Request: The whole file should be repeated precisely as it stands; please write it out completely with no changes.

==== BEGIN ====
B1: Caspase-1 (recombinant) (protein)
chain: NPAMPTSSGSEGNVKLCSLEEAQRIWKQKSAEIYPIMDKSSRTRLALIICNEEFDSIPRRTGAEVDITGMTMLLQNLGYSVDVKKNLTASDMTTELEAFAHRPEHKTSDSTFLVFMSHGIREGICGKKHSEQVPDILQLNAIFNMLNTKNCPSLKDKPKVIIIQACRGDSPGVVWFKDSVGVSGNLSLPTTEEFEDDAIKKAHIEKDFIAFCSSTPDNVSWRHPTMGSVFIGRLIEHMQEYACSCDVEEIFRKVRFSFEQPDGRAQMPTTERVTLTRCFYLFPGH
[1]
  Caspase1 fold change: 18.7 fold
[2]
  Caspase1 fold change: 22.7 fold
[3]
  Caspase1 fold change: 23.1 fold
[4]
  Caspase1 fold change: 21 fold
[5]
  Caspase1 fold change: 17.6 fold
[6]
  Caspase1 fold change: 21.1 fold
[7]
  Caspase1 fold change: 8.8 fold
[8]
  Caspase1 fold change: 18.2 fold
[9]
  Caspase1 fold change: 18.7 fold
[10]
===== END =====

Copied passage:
B1: Caspase-1 (recombinant) (protein)
chain: NPAMPTSSGSEGNVKLCSLEEAQRIWKQKSAEIYPIMDKSSRTRLALIICNEEFDSIPRRTGAEVDITGMTMLLQNLGYSVDVKKNLTASDMTTELEAFAHRPEHKTSDSTFLVFMSHGIREGICGKKHSEQVPDILQLNAIFNMLNTKNCPSLKDKPKVIIIQACRGDSPGVVWFKDSVGVSGNLSLPTTEEFEDDAIKKAHIEKDFIAFCSSTPDNVSWRHPTMGSVFIGRLIEHMQEYACSCDVEEIFRKVRFSFEQPDGRAQMPTTERVTLTRCFYLFPGH
[1]
  Caspase1 fold change: 18.7 fold
[2]
  Caspase1 fold change: 22.7 fold
[3]
  Caspase1 fold change: 23.1 fold
[4]
  Caspase1 fold change: 21 fold
[5]
  Caspase1 fold change: 17.6 fold
[6]
  Caspase1 fold change: 21.1 fold
[7]
  Caspase1 fold change: 8.8 fold
[8]
  Caspase1 fold change: 18.2 fold
[9]
  Caspase1 fold change: 18.7 fold
[10]